I’d like to share this e-mail with a friend who has known me for over half my life (she doesn’t read on-line journals, so your news won’t be spilled). I want her to know I got my game back!
The craziest thing is she dreamed that she told me about a dream she had where I got engaged and then I showed her that I had. Well, she emailed me to say she had a dream I got engaged and then I told her that I had, so what she dreamed is what happened which just blows my mind.
The night of The Keifer, I had to tell stee that I was going insane.
“I’m officially a crazy person. I need you to let me know that there isn’t going to be any kind of surprise at a dinner anytime soon because I can’t even go out and have fun with you these days. Every time I put on a pair of high heels I’m sure I’m fixing to get engaged.”
Another story: we were on our way to a wedding in Berkeley last year. We stopped to buy a card to attach to the present because we’re lame like that, and while we were in the check-out aisle stee was looking around like he’d forgotten something. He patted his pockets. I smiled.
“What’s wrong with you?” I was all side-glancing at him, with a cocky grin.
“Nothing,” he said.
“Really?” I asked.
“Yeah. I thought I forgot something, but I just remembered I don’t need it. Yet.”
“Yeah. What’s wrong with you?”
“Are we really about to go to a wedding?”
“Uh… what kind of question is that?”
“I just mean, we’re going to Shana’s wedding, right?”
“At Shana’s house.”
“Even though I’ve never met her before.”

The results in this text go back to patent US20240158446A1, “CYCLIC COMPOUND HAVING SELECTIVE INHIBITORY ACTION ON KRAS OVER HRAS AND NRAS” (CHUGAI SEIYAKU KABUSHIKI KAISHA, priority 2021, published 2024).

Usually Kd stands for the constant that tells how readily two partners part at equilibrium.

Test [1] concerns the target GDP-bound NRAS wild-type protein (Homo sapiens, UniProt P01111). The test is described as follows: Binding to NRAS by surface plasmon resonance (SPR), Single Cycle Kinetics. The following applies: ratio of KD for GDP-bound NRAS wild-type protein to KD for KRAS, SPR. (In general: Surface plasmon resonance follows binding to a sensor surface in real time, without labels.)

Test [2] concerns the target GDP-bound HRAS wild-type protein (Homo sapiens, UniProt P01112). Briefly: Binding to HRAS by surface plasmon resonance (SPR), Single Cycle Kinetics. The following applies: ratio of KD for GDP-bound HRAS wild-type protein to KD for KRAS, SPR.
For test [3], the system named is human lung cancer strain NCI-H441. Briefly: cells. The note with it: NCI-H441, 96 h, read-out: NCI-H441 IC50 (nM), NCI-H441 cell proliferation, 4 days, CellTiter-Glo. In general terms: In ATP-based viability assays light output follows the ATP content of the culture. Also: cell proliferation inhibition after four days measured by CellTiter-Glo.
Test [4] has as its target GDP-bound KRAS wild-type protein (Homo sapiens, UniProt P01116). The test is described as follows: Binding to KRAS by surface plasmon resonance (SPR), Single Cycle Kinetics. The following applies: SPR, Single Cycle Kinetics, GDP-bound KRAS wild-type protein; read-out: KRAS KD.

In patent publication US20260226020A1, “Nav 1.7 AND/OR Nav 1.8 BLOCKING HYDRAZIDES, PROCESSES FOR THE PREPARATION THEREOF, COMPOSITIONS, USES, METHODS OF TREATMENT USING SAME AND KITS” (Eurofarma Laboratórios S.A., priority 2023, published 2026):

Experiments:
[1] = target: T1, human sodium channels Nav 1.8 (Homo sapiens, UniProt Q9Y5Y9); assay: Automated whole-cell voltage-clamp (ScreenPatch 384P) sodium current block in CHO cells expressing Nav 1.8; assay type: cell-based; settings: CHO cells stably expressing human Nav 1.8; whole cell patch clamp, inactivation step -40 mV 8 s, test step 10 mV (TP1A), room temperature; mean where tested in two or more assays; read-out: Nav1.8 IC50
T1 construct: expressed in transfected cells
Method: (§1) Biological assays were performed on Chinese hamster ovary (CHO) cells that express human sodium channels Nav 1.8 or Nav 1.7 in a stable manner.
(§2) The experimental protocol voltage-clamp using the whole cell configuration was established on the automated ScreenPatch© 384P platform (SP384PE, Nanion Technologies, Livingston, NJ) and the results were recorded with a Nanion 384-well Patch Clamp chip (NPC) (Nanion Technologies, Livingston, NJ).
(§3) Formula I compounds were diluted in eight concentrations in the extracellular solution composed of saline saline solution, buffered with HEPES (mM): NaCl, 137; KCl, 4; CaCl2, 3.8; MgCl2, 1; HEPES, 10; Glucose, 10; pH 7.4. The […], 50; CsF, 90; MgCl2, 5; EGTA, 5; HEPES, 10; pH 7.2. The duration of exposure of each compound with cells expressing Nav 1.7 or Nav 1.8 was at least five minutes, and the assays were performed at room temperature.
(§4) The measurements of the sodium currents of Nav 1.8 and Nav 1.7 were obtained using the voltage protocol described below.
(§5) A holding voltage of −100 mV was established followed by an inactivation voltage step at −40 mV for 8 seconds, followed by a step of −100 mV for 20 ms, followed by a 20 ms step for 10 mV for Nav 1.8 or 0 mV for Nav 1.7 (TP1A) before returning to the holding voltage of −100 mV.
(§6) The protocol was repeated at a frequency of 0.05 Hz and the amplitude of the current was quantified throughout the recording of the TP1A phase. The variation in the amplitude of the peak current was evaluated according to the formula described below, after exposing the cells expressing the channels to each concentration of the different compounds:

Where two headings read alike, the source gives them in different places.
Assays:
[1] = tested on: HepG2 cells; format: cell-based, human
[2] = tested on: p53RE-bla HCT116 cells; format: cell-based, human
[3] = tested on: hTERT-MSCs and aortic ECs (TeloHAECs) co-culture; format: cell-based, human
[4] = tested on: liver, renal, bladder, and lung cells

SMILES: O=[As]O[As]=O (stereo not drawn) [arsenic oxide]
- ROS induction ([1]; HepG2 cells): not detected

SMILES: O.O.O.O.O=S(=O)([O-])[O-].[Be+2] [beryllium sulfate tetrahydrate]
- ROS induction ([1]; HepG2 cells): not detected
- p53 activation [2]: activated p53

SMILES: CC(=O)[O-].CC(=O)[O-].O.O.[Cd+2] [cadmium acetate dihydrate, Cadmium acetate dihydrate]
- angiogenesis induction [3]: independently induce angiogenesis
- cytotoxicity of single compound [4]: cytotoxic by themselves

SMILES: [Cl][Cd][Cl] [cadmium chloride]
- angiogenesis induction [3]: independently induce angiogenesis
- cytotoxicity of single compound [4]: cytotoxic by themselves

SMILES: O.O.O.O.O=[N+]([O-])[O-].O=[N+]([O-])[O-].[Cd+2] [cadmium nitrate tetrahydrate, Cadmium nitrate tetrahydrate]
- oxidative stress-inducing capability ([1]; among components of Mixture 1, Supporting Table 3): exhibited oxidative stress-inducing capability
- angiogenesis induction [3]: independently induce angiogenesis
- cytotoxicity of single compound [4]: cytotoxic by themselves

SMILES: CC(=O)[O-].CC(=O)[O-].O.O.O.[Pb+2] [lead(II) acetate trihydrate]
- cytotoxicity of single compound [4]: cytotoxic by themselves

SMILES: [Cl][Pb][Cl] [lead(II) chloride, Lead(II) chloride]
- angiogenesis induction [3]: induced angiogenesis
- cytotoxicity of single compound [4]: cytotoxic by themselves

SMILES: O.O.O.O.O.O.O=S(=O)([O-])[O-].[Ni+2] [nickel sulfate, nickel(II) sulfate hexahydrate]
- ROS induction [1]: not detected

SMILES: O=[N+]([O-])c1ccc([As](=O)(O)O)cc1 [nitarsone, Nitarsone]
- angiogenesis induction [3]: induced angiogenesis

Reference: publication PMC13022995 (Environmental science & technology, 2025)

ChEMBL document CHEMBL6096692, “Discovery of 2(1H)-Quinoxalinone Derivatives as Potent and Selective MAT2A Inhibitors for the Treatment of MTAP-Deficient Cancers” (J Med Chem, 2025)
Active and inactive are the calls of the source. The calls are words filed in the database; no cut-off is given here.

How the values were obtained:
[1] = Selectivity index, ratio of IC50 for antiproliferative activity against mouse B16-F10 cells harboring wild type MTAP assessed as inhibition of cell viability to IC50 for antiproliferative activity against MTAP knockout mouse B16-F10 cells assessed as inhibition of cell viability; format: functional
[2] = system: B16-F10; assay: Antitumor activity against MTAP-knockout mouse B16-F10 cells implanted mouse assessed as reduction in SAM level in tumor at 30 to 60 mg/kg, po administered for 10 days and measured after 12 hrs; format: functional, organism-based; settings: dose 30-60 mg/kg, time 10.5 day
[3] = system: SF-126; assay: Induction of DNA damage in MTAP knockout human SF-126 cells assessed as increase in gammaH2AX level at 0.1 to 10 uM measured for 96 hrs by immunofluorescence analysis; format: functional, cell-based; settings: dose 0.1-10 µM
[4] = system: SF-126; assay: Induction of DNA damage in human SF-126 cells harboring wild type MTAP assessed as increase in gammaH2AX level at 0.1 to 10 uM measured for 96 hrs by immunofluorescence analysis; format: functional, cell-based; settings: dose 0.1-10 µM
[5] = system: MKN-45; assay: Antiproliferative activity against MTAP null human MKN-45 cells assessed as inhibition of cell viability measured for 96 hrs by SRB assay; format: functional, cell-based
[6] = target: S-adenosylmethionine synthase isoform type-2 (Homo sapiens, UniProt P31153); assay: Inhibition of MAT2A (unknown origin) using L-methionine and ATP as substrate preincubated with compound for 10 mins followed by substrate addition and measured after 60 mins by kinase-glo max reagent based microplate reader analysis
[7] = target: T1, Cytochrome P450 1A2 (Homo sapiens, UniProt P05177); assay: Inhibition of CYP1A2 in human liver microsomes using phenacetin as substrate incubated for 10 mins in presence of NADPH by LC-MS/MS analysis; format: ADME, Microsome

“She’s one of my best friends.”
“Are you okay?”
“Todd and Hil just happened to drive up with us to visit their friend, whom we’ve also never met.”
“You’re holding up the express lane.”
“Are you drunk?”
So the night of The Keifer, it had reached an all-time level of crazy. I needed stee to let me know that I could stop freaking myself out, stop anticipating something that wasn’t coming anytime soon.
A while ago stee and I had a very brief conversation where we told each other that we’d very much like to get married, but we wanted the engagement to be a surprise and romantic and not something where we knew what was coming. So we never really talked about the whole “ring thing.”
I stared at him, still kind of trembling, hoping I wasn’t about to ruin Keifer’s proposal. Stee looked uncomfortable. “Look. Imagine I wanted to join the NRA,” he said. “And you didn’t even know that I liked guns, and now you’ve got to buy me a gun in order for me to join the NRA. I mean, I don’t have to have one, but I’d like one, and suddenly you’re having to buy me a gun that all my gun friends are going to judge me on. That’s a lot of pressure, isn’t it?”
“Have you been asking my gun friends?”
I should note that all through this, we aren’t looking at each other. That helps with the element of “surprise,” if we’ve never actually looked at each other while we discussed it.
“I’ve sort of asked maybe some of your gun friends.”
“Did their names begin with the letter ‘A’?”
“Because those people will tell you what kind of gun they think I should have. What they want me to have. What gun they want in my holster. They don’t know what’s inside my head. I’ve never talked about guns with them.”
“Okay. Who knows what gun you want, then?”
“I’ve never really talked about guns with anybody.”
“I don’t know what size gun you need, the size of your holster. Do you want a yellow gun, a silver gun? Do you want your gun to have lots of… bullets in it, or just one bullet? Does the gun need to be big, and if so, how big?”
“I don’t know.”
“Well, figure it out. That’s your assignment. I need a picture of a gun, under my computer. Go do some homework, but no more talking about it.”
Dan came to visit a week later. I told him about my gun dilemma. He looked me in the eye and said those words many women dream men will say to them in their lives: “Let’s go to Tiffany’s.”